Remember to separate your egg whites from the yolk while the egg is still cold from the fridge (easier to separate) - then let your whites stand for at least 1/2 hour at room temp before beating (beats quicker with more volume).  Have all your ingredients ready – meringues interrupted make for a flop!  I think the trick is simply to make sure that you beat the egg white to soft peaks first – then add sugar and only after that add the vinegar (the traditional recipe has vinegar first).  Also remember – the more humid your environment the less success you will have.  Meringues are best made in a dry environment. 

So, bear with the long post – here is the recipe: ingredients, method and bible readings

Resurrection Story Cookies

These cookies are made the evening before celebrating the Resurrection, and are cooked in a warm oven overnight so they will be ready on Easter morning.You need to preheat the oven to max degrees (this is important–don’t wait until you are half done with the recipe!)Ingredients: 3 egg whites; 1 cup whole pecans/peanuts; 1 tsp. vinegar; A pinch salt; 1 cup sugar; 2 tsp cornflour; A zipper baggie; A wooden spoon; tape; Bible

Place pecans (I use peanuts because they’re less bitter than pecans when cooked) in zipper baggie and let children beat them with the wooden spoon to break into small pieces. Explain that after Jesus was arrested, He was beaten by the Roman soldiers. Read John 19:1-3

Beat egg whites to soft peaks. Eggs represent life. Explain that Jesus gave His life to give us life. Read John 10:10-11.

Sprinkle a little salt into each child’s hand. Let them taste it and brush the rest into the bowl. Explain that this represents the salty tears shed by Jesus’ followers, and the bitterness of our own sin. Read Luke 23:27.

So far, the ingredients are not very appetizing. Add 1cup sugar. Explain that the sweetest part of the story is that Jesus died because He loves us. He wants us to know and belong to Him. Read Ps. 34:8 and John 3:16.

Beat with a mixer on high speed for 12 to 15 minutes until stiff peaks are formed. Explain that the color white represents the purity in God’s eyes of those whose sins have been cleansed by Jesus. Read Isaiah 1: 18 and John 3: 1-3

Let each child smell the vinegar. Put 1 tsp. vinegar into mixing bowl. Explain that when Jesus was thirsty on the cross, He was given vinegar to drink. (add two teaspoons of cornflour at this stage – whisk until just combined). Read John 19: 28-30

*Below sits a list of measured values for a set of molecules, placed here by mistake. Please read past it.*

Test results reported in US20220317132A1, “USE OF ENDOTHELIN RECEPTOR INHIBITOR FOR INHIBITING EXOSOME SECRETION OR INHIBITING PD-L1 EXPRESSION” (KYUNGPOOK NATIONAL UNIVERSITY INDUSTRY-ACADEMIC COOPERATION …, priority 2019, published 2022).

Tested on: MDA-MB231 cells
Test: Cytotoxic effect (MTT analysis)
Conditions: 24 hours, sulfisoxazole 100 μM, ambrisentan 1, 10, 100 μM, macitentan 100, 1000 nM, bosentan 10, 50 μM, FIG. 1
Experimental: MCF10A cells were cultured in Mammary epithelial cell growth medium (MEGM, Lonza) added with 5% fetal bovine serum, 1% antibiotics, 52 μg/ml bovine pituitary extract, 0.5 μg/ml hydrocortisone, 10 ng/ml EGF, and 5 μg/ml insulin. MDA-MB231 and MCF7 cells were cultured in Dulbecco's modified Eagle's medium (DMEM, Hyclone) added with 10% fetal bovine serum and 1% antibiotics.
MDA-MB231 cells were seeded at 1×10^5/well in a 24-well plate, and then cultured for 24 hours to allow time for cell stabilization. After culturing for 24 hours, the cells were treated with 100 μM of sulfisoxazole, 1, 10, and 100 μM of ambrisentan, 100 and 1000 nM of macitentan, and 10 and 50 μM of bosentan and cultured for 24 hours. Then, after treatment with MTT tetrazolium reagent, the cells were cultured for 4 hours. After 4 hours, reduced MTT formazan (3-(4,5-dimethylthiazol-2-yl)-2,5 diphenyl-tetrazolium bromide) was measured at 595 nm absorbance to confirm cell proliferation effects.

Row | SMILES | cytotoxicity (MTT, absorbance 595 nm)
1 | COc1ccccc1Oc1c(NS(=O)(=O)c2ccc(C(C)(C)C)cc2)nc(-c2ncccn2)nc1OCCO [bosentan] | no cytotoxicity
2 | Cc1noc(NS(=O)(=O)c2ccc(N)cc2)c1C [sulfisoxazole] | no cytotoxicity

Fold in broken nuts. Drop by teaspoons onto wax paper covered cookie sheet. (leave large spaces between because they e-x-p-a-n-d!) Explain that each mound represents the rocky tomb where Jesus’ body was laid.Read Matt. 27:57-60.

Put the cookie sheet in the oven, close the door and turn the oven OFF.

Give each child a piece of tape and “seal” the oven door. Explain that Jesus’ tomb was sealed. Read Matt. 27:65-66.

GO TO BED! Explain that they may feel sad to leave the cookies in the oven overnight. Jesus’ followers were in despair when the tomb was sealed. Read John 16:20, 22

On Resurrection morning, open the oven and give everyone a cookie. Notice the cracked surface and take a bite. The cookies are hollow! On the first Resurrection, Jesus’ followers were amazed to find the tomb open and empty. Read Matt. 28:1-9

Read more about our Easter traditions here: Easter Traditions

It’s a …

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Baby

between the legs 

Boy!

Limb measurements were a little off dates (later EDD) but head circumference was spot on expected due date and overall the EDD is still 9th Sept.  Which, considering that our kiddies so far are of the shorter-limbed variety, would be just about right!

We are thrilled that Sam will have a brother to gang up against the girls with and the girls will have another boy to dote on.  Katie is a bit put out that she will still be the youngest girl (she was hoping for a girl) but Kiera is over-the-moon and is already picking out names.  Sam – well, Sam couldn’t care less at this stage, although I think I’m in for some major jealousy on his part because he is VERY protective of the space on my lap and will howl the second any other child occupies it, sibling or not!   

Boy or girl? Vote now!

We went for our 15 week scan today and discovered whether our little one will end up wearing mostly pink or mostly blue.

Vote here:

Please select the answer/s that best fits how you have received the "Querying Homeschooling" series.

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Hazy Days